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[3] It is important for issuers to consider that depositaries can and have set up unsponsored ADR facilities for those issuers that are automatically exempt from registration and reporting requirements pursuant to Rule 12g3-2(b) without the issuer’s cooperation. The existence of unsponsored ADR facilities may become an obstacle to an issuer’s establishing a sponsored ADR facility, since it is the position of the staff of the SEC that a sponsored ADR facility may not be established unless all unsponsored ADR facilities relating to the same underlying securities are terminated. In such a case, negotiated fees for cancellation of the unsponsored ADRs must be paid to the depositaries of the unsponsored programs; these fees, which can be quite significant, are typically borne by the issuer or by the depositary of the new sponsored facility.
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[4] A corporation incorporated or organized under the laws of a foreign country is a “foreign private issuer” under Rule 405 under the 1933 Act and Rule 3b-4 under the 1934 Act, unless (A) more than 50 percent of the corporation’s outstanding voting securities are directly or indirectly held of record by residents of the United States, and (B)(i) the majority of its executive officers or directors are U.S. citizens or residents, (ii) more than 50 percent of its assets are located in the United States or (iii) its business is administered principally in the United States. If a foreign corporation ceases to qualify as a “foreign private issuer,” it will become subject to the provisions of the U.S. securities laws applicable to a domestic corporation. represented by ADRs issued under a sponsored ADR program.

For purposes of this definition, a foreign private issuer should calculate its U.S. ownership by taking account of beneficial ownership reports provided to it or publicly filed (in the United States or other jurisdictions) and by “looking through” the record ownership of those brokers, dealers, banks and nominees located in the United States, in the issuer’s home jurisdiction or in the primary trading market for the issuer’s securities to determine the residency of their customers. Because brokers, dealers, banks or other nominees may be unwilling or unable to provide information about their customer accounts, if the foreign private issuer is unable to obtain this information after reasonable inquiry or if the cost of obtaining it is unreasonable, it may assume that the customers are resident in the jurisdiction where the nominee has its principal place of business.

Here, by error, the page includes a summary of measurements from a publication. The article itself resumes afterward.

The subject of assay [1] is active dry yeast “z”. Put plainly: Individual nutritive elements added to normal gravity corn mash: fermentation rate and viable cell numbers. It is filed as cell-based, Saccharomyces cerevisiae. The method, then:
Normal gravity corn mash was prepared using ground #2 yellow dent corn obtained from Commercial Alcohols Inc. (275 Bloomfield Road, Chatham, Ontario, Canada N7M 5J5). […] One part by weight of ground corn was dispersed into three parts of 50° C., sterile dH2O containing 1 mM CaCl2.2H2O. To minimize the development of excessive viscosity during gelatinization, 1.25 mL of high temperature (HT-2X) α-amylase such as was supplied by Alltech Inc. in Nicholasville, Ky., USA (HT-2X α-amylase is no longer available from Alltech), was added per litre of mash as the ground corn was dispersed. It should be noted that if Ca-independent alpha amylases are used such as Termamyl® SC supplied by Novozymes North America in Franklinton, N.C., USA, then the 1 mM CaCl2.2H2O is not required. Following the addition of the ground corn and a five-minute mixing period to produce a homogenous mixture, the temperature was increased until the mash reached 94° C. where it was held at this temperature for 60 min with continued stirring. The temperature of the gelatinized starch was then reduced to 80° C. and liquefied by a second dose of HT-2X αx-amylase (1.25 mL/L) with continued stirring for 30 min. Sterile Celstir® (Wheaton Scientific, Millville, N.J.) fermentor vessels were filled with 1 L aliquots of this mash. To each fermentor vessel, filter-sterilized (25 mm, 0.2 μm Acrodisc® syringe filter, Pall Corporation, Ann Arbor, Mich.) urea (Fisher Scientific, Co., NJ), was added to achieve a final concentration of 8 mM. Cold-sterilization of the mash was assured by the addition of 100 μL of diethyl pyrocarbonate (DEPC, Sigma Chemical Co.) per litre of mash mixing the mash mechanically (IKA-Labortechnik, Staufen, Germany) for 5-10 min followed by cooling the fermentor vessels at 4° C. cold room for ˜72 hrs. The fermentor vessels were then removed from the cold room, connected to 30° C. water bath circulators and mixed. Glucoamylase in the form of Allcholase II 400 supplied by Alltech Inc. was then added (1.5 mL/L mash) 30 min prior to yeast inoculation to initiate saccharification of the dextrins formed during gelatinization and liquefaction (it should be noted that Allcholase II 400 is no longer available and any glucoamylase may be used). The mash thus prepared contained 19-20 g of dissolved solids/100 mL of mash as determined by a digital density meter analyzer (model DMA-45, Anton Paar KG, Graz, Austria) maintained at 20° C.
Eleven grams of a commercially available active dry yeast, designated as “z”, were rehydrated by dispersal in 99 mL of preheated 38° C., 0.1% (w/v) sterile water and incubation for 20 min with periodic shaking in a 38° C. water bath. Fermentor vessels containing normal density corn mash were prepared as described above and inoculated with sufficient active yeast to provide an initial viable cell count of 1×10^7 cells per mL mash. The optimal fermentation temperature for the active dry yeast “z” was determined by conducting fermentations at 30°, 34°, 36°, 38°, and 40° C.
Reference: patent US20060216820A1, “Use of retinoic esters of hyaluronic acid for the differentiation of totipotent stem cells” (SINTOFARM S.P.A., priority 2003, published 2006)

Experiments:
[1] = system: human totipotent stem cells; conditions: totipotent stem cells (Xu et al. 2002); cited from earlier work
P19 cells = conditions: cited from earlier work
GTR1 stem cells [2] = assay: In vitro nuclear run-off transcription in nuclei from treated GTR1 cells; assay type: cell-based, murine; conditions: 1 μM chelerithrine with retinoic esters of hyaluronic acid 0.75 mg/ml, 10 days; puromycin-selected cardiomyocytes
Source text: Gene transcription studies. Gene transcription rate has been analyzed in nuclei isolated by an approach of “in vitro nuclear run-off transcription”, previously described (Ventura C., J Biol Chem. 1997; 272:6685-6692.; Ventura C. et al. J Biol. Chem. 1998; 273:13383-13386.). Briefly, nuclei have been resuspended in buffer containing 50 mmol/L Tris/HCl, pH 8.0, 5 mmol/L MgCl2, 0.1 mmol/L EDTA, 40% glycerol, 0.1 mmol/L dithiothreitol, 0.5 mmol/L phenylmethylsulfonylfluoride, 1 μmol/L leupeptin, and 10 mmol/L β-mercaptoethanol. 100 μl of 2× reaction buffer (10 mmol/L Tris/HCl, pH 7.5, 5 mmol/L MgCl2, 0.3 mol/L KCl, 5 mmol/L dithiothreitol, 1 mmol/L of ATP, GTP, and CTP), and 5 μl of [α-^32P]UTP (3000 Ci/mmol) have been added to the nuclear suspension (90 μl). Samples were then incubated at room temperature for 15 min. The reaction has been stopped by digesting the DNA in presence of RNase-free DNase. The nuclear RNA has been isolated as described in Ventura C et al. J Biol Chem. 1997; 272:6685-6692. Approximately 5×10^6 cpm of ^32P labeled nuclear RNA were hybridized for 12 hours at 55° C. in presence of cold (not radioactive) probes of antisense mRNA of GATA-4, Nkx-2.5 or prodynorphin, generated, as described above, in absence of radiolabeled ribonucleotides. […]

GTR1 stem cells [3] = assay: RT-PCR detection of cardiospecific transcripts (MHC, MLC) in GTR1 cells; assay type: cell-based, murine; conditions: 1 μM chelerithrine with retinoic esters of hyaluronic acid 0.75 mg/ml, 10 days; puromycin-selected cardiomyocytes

Corporations must test their qualification to be a foreign private issuer annually on the last business day of their second fiscal quarter (rather than on a continuous basis). A corporation that qualifies to be a foreign private issuer will immediately become eligible to use the forms and rules for foreign private issuers under the 1933 Act and 1934 Act. An issuer that ceases to qualify as a foreign private issuer will have to begin using the forms and complying with the rules for domestic issuers on the first day of the fiscal year following the date on which the issuer no longer qualifies as a foreign private issuer. See SEC Release Nos. 33-8959, 34-58620 (Sep. 23, 2008).